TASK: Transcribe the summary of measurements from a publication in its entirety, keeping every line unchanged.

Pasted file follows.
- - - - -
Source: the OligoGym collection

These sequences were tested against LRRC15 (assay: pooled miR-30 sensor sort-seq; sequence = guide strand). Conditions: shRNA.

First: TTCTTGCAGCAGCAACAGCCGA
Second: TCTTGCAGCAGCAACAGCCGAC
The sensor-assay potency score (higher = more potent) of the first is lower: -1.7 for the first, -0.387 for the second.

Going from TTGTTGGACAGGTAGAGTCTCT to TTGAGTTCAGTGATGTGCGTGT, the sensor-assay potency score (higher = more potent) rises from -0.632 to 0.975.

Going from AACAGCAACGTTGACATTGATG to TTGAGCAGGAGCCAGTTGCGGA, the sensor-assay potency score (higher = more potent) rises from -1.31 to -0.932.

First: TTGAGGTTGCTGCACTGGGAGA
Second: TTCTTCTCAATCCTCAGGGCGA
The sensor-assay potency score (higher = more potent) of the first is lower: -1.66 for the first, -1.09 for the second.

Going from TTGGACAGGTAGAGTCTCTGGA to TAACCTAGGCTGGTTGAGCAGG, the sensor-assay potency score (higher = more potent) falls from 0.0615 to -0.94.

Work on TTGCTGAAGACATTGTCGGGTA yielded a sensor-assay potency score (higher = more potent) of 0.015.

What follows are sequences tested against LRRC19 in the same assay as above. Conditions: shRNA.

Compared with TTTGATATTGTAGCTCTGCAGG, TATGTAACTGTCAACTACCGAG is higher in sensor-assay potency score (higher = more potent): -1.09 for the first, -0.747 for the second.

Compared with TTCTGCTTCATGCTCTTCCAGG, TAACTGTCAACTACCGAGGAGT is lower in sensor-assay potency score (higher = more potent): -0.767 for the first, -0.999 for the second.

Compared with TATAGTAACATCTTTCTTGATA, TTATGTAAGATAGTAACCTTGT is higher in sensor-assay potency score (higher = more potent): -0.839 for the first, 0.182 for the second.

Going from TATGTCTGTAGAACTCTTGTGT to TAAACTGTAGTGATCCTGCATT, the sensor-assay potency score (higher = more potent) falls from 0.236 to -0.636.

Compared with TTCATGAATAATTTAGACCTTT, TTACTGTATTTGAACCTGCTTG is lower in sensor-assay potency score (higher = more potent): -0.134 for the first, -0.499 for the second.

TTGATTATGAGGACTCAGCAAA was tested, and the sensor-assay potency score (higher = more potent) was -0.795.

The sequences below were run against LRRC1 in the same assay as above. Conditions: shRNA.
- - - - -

Source: the OligoGym collection

These sequences were tested against LRRC15 (assay: pooled miR-30 sensor sort-seq; sequence = guide strand). Conditions: shRNA.

First: TTCTTGCAGCAGCAACAGCCGA
Second: TCTTGCAGCAGCAACAGCCGAC
The sensor-assay potency score (higher = more potent) of the first is lower: -1.7 for the first, -0.387 for the second.

Going from TTGTTGGACAGGTAGAGTCTCT to TTGAGTTCAGTGATGTGCGTGT, the sensor-assay potency score (higher = more potent) rises from -0.632 to 0.975.

Going from AACAGCAACGTTGACATTGATG to TTGAGCAGGAGCCAGTTGCGGA, the sensor-assay potency score (higher = more potent) rises from -1.31 to -0.932.

First: TTGAGGTTGCTGCACTGGGAGA
Second: TTCTTCTCAATCCTCAGGGCGA
The sensor-assay potency score (higher = more potent) of the first is lower: -1.66 for the first, -1.09 for the second.

Going from TTGGACAGGTAGAGTCTCTGGA to TAACCTAGGCTGGTTGAGCAGG, the sensor-assay potency score (higher = more potent) falls from 0.0615 to -0.94.

Work on TTGCTGAAGACATTGTCGGGTA yielded a sensor-assay potency score (higher = more potent) of 0.015.

What follows are sequences tested against LRRC19 in the same assay as above. Conditions: shRNA.

Compared with TTTGATATTGTAGCTCTGCAGG, TATGTAACTGTCAACTACCGAG is higher in sensor-assay potency score (higher = more potent): -1.09 for the first, -0.747 for the second.

Compared with TTCTGCTTCATGCTCTTCCAGG, TAACTGTCAACTACCGAGGAGT is lower in sensor-assay potency score (higher = more potent): -0.767 for the first, -0.999 for the second.

Compared with TATAGTAACATCTTTCTTGATA, TTATGTAAGATAGTAACCTTGT is higher in sensor-assay potency score (higher = more potent): -0.839 for the first, 0.182 for the second.

Going from TATGTCTGTAGAACTCTTGTGT to TAAACTGTAGTGATCCTGCATT, the sensor-assay potency score (higher = more potent) falls from 0.236 to -0.636.

Compared with TTCATGAATAATTTAGACCTTT, TTACTGTATTTGAACCTGCTTG is lower in sensor-assay potency score (higher = more potent): -0.134 for the first, -0.499 for the second.

TTGATTATGAGGACTCAGCAAA was tested, and the sensor-assay potency score (higher = more potent) was -0.795.

The sequences below were run against LRRC1 in the same assay as above. Conditions: shRNA.